|Publication number||US4795977 A|
|Application number||US 07/027,721|
|Publication date||Jan 3, 1989|
|Filing date||Mar 19, 1987|
|Priority date||Mar 19, 1987|
|Publication number||027721, 07027721, US 4795977 A, US 4795977A, US-A-4795977, US4795977 A, US4795977A|
|Inventors||Keith A. Frost, Timothy Harns, Ronald D. Simmons|
|Original Assignee||Pacific Western Systems, Inc.|
|Export Citation||BiBTeX, EndNote, RefMan|
|Patent Citations (3), Referenced by (77), Classifications (14), Legal Events (5)|
|External Links: USPTO, USPTO Assignment, Espacenet|
The present invention relates in general to an improved interface system for interfacing a device tester to a device under test.
Heretofore, interface systems have been employed for interfacing a device tester to a device under test. In one such interface system, individual test circuits of the device tester were interconnected to individual ones of the devices under test by a series connection of a coaxial cable, connected at one end to the tester circuit, and at the other end via a soldered connection to ground and to a finger of a spring-loaded edge connector assembly. The finger of the edge connector, which was connected to the center conductor of the coaxial cable, made electrical contact to a pad on the edge of a printed circuit probe card. That is, the probe card included an array of printed strip-line circuits on one side, each connected to a spring biased probe for electrically probing a pad on a device under test. The other side of the probe card included a ground plane conductor connected to a grounded flexible contact of the edge connector. A problem encountered with this prior art interface system was that the edge connector, especially its solder connections, introduced substantial lump inductance and capacitance into the interface circuit which served to operate like a low-pass filter above 200 MHz, thereby substantially degrading the test signal and test-response signal for test-pulse repetition rates at and above 25 MHz. More particularly, it resulted in the loss of test capability for frequency components above 200 MHz which resulted in loss of test and response pulse definition, particularly for frequency components in the range of 200 MHz to 2 GHz.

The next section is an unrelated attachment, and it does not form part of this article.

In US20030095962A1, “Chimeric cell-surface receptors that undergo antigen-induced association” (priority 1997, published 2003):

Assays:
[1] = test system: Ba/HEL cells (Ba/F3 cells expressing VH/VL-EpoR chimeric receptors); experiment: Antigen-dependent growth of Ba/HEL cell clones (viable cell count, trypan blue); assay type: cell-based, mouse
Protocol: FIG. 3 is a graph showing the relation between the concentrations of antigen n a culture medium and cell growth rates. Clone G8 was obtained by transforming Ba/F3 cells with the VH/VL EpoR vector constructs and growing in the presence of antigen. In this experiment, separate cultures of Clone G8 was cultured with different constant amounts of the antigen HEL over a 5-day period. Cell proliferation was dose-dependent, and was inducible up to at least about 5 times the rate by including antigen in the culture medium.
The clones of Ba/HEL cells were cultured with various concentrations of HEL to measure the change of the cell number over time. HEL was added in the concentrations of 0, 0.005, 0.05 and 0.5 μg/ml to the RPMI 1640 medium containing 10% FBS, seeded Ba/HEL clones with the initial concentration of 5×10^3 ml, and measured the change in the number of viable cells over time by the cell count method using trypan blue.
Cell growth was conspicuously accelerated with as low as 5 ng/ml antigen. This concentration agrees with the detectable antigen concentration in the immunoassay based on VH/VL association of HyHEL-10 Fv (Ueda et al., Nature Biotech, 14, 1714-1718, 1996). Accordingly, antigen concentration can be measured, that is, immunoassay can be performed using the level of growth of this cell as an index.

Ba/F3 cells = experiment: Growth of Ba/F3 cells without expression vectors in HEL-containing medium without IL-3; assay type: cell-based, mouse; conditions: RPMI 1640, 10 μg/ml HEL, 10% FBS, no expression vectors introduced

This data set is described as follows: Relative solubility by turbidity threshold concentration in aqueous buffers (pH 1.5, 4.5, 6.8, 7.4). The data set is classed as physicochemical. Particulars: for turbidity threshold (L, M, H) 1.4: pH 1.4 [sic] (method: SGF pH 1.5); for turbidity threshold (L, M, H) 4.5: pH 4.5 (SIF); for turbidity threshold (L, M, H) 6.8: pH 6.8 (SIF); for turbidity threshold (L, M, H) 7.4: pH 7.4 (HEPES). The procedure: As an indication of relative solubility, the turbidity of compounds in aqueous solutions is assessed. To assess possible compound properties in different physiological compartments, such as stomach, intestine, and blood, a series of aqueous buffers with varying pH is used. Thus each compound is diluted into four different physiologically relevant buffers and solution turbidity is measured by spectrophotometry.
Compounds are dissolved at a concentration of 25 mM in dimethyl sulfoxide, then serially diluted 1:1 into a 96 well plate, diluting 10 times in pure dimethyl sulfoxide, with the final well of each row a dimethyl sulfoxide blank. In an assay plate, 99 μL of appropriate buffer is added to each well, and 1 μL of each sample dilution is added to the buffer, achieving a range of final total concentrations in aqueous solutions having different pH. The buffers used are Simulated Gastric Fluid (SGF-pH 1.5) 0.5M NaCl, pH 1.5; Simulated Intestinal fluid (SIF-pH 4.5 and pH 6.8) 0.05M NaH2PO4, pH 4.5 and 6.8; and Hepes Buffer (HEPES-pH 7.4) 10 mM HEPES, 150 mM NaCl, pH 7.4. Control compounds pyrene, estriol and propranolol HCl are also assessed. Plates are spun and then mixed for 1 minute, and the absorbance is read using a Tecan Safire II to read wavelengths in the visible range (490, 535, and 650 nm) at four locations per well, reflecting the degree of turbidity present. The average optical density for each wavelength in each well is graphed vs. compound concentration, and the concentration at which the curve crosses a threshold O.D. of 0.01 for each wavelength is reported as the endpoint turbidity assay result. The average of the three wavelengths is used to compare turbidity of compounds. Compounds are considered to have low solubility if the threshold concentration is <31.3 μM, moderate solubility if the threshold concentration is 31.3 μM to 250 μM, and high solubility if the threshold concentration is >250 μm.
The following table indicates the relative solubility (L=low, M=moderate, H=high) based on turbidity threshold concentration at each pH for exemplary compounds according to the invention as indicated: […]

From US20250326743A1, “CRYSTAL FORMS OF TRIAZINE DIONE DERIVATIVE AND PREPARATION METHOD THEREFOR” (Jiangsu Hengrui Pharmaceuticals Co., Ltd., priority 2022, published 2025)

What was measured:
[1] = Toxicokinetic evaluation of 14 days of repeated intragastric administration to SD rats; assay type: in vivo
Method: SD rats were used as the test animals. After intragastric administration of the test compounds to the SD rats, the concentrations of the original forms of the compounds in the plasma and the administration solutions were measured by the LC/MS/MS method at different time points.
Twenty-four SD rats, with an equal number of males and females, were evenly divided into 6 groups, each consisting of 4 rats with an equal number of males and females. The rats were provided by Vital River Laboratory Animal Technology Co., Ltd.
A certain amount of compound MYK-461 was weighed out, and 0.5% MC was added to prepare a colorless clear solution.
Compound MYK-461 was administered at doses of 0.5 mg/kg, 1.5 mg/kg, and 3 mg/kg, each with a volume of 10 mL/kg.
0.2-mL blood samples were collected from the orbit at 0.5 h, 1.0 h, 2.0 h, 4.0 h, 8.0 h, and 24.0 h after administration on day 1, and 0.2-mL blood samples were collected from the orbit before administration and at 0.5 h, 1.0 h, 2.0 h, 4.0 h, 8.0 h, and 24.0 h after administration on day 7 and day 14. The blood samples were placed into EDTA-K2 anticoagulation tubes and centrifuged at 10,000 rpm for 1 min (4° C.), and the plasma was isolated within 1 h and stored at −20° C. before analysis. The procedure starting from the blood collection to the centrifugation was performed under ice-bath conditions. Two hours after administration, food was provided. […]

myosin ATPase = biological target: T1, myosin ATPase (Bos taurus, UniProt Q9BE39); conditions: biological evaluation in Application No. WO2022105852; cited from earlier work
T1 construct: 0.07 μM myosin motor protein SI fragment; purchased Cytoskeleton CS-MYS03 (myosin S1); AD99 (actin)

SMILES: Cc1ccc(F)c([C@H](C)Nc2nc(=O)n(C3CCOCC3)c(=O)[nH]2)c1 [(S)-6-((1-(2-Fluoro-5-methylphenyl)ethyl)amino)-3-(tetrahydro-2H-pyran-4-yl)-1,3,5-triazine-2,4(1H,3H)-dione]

It would be desirable if an interface system could be devised which would allow testing of frequency components upto the 1 to 2 GHz frequency range.
The principal object of the present invention is the provision of an improved interface system for interfacing a tester to a device under test.
In one feature of the present invention, electrical circuits on a probe card (daughter board) are connected to an array of coaxial cables via the intermediary of an array of spring loaded impedance matched connectors passing through a circuit board (mother board) mounted proximate the device under test, whereby reflection of test signal energy from the feedthrough connectors is reduced in use and the frequency response extended to a higher frequency regime.
In another feature of the present invention, the coaxial cables are connected to fixed prong portions of the spring loaded feedthrough connectors by means of two-pin slidable connectors affixed to the ends of the coaxial cables, whereby reflection of test signal energy fro the transition from coaxial cable to feedthrough connector is reduced in use.
In another feature of the present invention, the conductors of the spring loaded feedthrough connector pairs are spaced apart by a certain distance for impedance matching the coaxial cables to the strip line circuits on the probe card, whereby reflection of test signal energy from the feedthrough connector is reduced in use.
Other features and advantages of the present invention will become apparent upon a perusal of the following specification taken in connection with the accompanying drawings wherein:
FIG. 1 is a schematic circuit diagram, partly in block diagram form, of a device tester employing an interface system of the present invention,
FIG. 2 is an enlarged, cross-sectional and foreshortened view of a protion of the structure of FIG. 1 delineated by line 2--2,
FIG. 3 is a voltage waveform of a typical test pulse response obtained over the interface system of the present invention, and
FIG. 4 is a plot of the amplitude of Fourier components of a test signal derived over the interface system of the present invention.
Referring now to FIG. 1, there is shown a device testing system 11 incorporating features of the present invention. The test system 11 includes a tester 12, such as a COLT III Memory Tester, commercially available from Pacific Western Systems, Inc. of Mountain View, Calif. The prober 16, under the control of the tester 12 via cable 17, translates the test wafer 13 sequentially in the x and y directions to bring se-ected die of the wafer into registration under an array of spring biased test probes 18 arranged in a certain pattern for engaging a certain test pad pattern, on the respective die of the wafer, with the tips of the probes 18. Then, the prober 16 is actuated in the z direction to raise the selected test die into electrical contact with the tips of the probes 18.
Electrical test signals originating in test circuits of the tester 12 are transmitted to and response test signals are received in the tester 12 from the test die over the interface system 14 which is described in greater detail below with reference to FIG. 2. Briefly, the interface system 14 includes an array of coaxial cables 19 connected at one end to test circuits of the tester 12 and at the other ends to feedthrough connectors 21 passing through a mother board 22 and connecting via spring biased pins to strip-line circuits 23 on a probe card 24 (daughter board). The strip-line circuits terminate on respective probes 18. A memory tester system of the type shown in FIG. 1 is disclosed in U.S. Pat. Nos. 4,460,999; 4,460,997 and 4,500,836, the disclosures of which are hereby incorporated by reference in their entirety.